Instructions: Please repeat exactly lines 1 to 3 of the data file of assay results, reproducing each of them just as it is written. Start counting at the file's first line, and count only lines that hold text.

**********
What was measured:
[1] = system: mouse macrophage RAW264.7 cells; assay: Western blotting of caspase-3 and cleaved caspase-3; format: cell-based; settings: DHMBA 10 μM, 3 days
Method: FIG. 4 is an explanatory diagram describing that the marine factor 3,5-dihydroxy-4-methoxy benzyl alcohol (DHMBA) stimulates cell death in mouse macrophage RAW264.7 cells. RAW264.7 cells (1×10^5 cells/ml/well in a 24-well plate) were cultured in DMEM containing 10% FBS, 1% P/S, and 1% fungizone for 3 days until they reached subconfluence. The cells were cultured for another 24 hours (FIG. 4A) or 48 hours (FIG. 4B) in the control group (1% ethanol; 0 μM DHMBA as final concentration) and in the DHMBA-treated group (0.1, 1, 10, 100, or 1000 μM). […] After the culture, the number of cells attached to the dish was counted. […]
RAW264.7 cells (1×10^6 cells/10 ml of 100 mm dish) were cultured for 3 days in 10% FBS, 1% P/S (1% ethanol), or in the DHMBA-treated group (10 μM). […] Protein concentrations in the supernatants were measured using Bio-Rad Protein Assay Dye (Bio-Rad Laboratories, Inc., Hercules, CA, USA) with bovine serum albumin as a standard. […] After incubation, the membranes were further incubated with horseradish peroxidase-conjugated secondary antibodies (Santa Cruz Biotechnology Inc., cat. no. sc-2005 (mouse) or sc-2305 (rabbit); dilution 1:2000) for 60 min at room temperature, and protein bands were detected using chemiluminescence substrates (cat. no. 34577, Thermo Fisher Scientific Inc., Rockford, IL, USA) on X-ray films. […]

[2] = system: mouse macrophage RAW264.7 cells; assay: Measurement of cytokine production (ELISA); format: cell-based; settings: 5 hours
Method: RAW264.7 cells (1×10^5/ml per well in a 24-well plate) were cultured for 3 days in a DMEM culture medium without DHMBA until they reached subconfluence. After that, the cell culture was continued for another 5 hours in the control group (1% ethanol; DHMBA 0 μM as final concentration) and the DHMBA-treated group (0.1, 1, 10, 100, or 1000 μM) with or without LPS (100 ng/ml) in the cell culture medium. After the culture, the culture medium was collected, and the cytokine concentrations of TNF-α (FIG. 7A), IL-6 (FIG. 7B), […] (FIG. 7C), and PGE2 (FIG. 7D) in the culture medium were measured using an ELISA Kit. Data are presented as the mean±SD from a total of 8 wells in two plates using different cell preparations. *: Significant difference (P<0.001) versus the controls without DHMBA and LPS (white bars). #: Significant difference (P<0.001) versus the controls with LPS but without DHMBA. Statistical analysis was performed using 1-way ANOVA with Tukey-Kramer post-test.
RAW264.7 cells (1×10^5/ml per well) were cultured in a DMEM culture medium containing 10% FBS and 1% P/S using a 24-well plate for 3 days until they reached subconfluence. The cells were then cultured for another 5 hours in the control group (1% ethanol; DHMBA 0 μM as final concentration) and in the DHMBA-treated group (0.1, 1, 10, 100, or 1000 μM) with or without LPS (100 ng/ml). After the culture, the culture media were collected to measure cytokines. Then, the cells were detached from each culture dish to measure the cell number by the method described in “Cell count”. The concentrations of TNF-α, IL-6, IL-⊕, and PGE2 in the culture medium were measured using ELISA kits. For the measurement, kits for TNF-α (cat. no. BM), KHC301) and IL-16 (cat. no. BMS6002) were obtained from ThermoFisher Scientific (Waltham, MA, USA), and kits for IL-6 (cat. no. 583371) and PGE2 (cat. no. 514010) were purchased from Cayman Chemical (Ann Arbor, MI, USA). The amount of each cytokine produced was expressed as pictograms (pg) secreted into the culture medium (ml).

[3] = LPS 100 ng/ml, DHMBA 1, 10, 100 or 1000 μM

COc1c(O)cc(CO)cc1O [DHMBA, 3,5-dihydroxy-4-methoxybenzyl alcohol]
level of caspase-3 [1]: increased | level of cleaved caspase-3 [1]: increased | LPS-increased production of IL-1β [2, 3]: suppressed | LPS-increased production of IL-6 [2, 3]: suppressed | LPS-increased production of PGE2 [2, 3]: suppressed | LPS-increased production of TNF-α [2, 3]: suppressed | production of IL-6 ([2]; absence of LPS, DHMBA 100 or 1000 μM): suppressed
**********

What was measured:
[1] = system: mouse macrophage RAW264.7 cells; assay: Western blotting of caspase-3 and cleaved caspase-3; format: cell-based; settings: DHMBA 10 μM, 3 days
Method: FIG. 4 is an explanatory diagram describing that the marine factor 3,5-dihydroxy-4-methoxy benzyl alcohol (DHMBA) stimulates cell death in mouse macrophage RAW264.7 cells. RAW264.7 cells (1×10^5 cells/ml/well in a 24-well plate) were cultured in DMEM containing 10% FBS, 1% P/S, and 1% fungizone for 3 days until they reached subconfluence. The cells were cultured for another 24 hours (FIG. 4A) or 48 hours (FIG. 4B) in the control group (1% ethanol; 0 μM DHMBA as final concentration) and in the DHMBA-treated group (0.1, 1, 10, 100, or 1000 μM). […] After the culture, the number of cells attached to the dish was counted. […]